Senators Support RFS

EPA's McCarthy Pressed to Stick to Original 2007 Law

Todd Neeley
By  Todd Neeley , DTN Staff Reporter
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EPA's latest proposal for corn-based ethanol volume requirements under the RFS for 2017 is 14.8 billion gallons. (Logo courtesy of EPA)

OMAHA (DTN) -- A bipartisan group of 39 senators on Friday sent a letter to EPA Administrator Gina McCarthy pressing for a Renewable Fuel Standard as was intended by the 2007 law. However, the question remains: Where does support for the RFS stand among the other 61 senators?

Bob Dinneen, president and chief executive officer of the Renewable Fuels Association, said he doesn't think the number of senators signing the letter means the RFS lacks majority support.

"Other senators are sending their own letters, and many, many senators don't have a dog in the fight and will not engage either way. It demonstrates we have far more if it came to a vote," Dinneen said.

Earlier this week, the House Energy and Commerce Committee held a hearing on the RFS, where Republicans on the committee suggested reform or repeal of the law may be necessary. (To read more about the RFS hearing, visit…)

Senators signing the letter Friday include 11 Republicans and 28 Democrats from a wide geographic range.

The Republicans include Charles Grassley, Iowa; Lindsey Graham, South Carolina; Pat Roberts and Jerry Moran, Kansas; John Thune and Mike Rounds, South Dakota; Mark Kirk, Illinois; Joni Ernst, Iowa; Deb Fischer, Nebraska; John Hoeven, North Dakota; and Roy Blunt, Missouri. Graham, a former presidential candidate who was previously a critic of the renewable fuels industry, also signed a similar letter in support of the RFS in the heat of the presidential primary race back in April 2015.

Democrats signing the letter Friday include Amy Klobuchar and Al Franken, Minnesota; Dick Durbin, Illinois; Heidi Heitkamp, North Dakota; Joe Donnelly, Indiana; Tom Udall and Martin Heinrich, New Mexico; Gary Peters and Debbie Stabenow, Michigan; Claire McCaskill, Missouri; Tammy Baldwin, Wisconsin; Brian Schatz and Mazie Hirono, Hawaii; Ron Wyden and Jeff Merkley, Oregon; Jeanne Shaheen, New Hampshire; Jack Reed and Sheldon Whitehouse, Rhode Island; Barbara Boxer, California; Sherrod Brown, Ohio; Patty Murray and Maria Cantwell, Washington; Bill Nelson, Florida; Michael Bennet, Colorado; Elizabeth Warren and Ed Markey, Massachusetts; Jon Tester, Montana; and Richard Blumenthal, Connecticut.

"We urge you to ensure that the final rule promote growth in the U.S. biofuel sector and capture economic opportunity rather than drive investment overseas," the senators wrote in the letter.

"...As a result of the agency's consideration of distribution infrastructure when setting the Renewable Volume Obligation for 2014, 2015 and 2016, contrary to the clearly defined waiver authority provided by Congress, biofuel investment has fallen and projects are moving overseas. We cannot afford to cede our leadership positon in the world. A strong RFS and more biofuels make our country more secure," the senators wrote.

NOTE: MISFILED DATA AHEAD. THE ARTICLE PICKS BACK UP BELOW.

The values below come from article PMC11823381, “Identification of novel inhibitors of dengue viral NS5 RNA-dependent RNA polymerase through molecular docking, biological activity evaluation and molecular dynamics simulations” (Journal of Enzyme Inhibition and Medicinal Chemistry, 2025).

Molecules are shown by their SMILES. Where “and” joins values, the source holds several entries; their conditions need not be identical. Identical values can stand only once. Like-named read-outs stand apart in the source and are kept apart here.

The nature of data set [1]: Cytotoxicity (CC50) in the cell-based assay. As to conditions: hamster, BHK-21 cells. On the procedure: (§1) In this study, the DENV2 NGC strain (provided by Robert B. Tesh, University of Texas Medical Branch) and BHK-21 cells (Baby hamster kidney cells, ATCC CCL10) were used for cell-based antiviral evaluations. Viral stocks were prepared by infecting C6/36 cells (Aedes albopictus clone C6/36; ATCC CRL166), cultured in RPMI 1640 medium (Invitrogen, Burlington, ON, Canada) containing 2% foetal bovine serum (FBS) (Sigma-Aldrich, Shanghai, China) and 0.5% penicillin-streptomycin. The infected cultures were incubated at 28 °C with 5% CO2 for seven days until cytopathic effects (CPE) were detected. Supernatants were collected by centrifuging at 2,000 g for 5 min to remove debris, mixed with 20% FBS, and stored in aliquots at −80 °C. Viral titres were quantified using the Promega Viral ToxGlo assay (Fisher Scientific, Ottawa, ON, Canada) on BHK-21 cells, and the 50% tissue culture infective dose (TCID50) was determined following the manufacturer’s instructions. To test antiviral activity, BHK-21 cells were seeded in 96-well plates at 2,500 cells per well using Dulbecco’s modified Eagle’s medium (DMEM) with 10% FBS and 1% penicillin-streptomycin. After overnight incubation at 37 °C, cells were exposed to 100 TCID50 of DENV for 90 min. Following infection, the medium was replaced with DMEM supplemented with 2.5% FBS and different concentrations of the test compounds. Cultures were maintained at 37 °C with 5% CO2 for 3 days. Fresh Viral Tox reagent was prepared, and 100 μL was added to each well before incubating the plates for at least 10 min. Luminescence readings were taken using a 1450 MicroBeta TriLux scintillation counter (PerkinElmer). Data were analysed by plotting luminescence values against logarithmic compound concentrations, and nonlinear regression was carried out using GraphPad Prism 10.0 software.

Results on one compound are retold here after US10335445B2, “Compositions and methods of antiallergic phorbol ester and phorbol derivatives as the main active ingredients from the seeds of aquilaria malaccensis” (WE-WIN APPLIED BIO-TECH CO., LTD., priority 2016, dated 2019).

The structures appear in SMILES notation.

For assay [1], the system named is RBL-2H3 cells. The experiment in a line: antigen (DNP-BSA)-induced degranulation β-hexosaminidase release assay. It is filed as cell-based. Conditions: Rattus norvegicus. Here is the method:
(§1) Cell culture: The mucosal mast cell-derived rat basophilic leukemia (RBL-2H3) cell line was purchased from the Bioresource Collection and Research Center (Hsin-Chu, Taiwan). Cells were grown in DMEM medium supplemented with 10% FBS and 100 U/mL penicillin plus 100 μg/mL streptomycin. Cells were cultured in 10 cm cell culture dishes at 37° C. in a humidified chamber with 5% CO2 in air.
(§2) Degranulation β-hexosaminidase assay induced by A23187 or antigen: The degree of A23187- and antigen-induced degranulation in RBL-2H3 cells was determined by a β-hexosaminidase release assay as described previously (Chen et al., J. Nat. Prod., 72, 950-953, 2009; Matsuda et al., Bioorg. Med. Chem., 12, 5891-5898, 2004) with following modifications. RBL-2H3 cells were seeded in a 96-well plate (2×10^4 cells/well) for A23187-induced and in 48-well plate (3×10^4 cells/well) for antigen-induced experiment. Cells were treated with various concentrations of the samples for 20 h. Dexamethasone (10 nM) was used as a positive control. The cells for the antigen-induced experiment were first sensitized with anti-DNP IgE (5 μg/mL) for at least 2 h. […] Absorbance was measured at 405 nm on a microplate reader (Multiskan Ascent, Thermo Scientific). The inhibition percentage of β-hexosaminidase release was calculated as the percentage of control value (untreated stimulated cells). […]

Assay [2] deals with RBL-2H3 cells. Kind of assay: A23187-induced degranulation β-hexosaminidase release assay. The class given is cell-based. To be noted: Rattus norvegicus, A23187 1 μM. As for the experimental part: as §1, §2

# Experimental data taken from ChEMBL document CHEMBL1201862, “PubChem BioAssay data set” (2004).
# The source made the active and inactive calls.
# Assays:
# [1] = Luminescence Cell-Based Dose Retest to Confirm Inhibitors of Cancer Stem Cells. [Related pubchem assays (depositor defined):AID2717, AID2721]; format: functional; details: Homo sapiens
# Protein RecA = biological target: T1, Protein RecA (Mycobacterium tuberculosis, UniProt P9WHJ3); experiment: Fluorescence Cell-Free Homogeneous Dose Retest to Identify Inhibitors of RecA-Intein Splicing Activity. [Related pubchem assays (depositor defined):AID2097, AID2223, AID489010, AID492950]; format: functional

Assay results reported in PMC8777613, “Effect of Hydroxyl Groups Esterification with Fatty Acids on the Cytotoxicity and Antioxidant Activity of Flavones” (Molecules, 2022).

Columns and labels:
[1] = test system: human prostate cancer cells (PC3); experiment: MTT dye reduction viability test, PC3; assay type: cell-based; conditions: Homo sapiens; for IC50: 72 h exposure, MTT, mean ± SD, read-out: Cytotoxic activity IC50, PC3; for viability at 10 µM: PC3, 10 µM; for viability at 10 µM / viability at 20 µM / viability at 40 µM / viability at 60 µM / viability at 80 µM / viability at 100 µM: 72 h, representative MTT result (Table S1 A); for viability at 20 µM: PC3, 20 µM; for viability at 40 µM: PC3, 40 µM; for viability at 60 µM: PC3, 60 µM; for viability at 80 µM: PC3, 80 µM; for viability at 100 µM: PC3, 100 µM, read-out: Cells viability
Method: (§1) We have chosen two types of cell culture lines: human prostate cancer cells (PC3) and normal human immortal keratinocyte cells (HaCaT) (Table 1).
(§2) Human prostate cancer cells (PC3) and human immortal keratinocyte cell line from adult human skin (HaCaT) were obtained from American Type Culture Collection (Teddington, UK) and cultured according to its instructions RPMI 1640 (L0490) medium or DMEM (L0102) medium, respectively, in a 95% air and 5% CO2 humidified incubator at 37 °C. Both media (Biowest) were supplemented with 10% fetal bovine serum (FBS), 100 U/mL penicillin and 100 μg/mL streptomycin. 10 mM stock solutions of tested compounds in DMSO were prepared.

Growth Energy Chief Executive Officer Emily Skor said in a statement Friday the EPA should set the volumes as intended.

"The EPA must return stability to this policy to ensure that we keep America moving forward," she said. "The RFS decreases our dependence on foreign oil, improves our environment by reducing harmful emissions and displacing toxic chemicals found in gasoline, and gives American consumers a choice of a less-expensive, higher-performing fuel."

In October 2015, the group of senators met with White House Chief of Staff Denis McDonough to push for the release of a final RFS rule that reflects the intention of the original law. That includes setting corn-based ethanol's portion of the law at 15 billion gallons. EPA's latest proposal sets that number at 14.8 billion gallons for 2017.

Dinneen said EPA's proposal is giving in to the demands of the oil industry.

"In proposing a lower conventional biofuel target for 2017, the EPA is catering to the oil industry by relying upon an illegal interpretation of its waiver authority and concern over a blend wall that the oil industry itself is creating," he said.

"The RFA has demonstrated just how easy it would be for obligated parties to reach the 15 billion gallon statutory volume for conventional biofuels next year through rising gasoline demand, increased E15 and E85 and 2 billion surplus renewable identification numbers available to refiners.

"Meantime, continued uncertainty has caused investments in new technology and advanced biofuel to languish or move overseas. It's time EPA follows the statutory requirement and increase the conventional biofuel target to 15 billion gallons," Dinneen said.

Jim Talent, chairman of Americans for Energy Security and Innovation, a non-profit group dedicated to supporting the renewable fuel industry and maintaining a strong RFS, said in a statement the bipartisan nature of support for the RFS is indicative of the policy's success.

"Bipartisan support for biofuels remains strong because the RFS unites those who care about cleaner air, better jobs, stronger energy security, and more affordable options at the gas pump," he said.

"Without the RFS, consumers and domestic energy producers would remain vulnerable to hostile forces that seek to manipulate the global oil market. This is a policy that is vital to America's future, and with so much active support in the Senate, there's good reason to be confident that the RFS will continue to drive America's transition to clean, homegrown energy."

Read the senators' full letter here:…

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Todd Neeley

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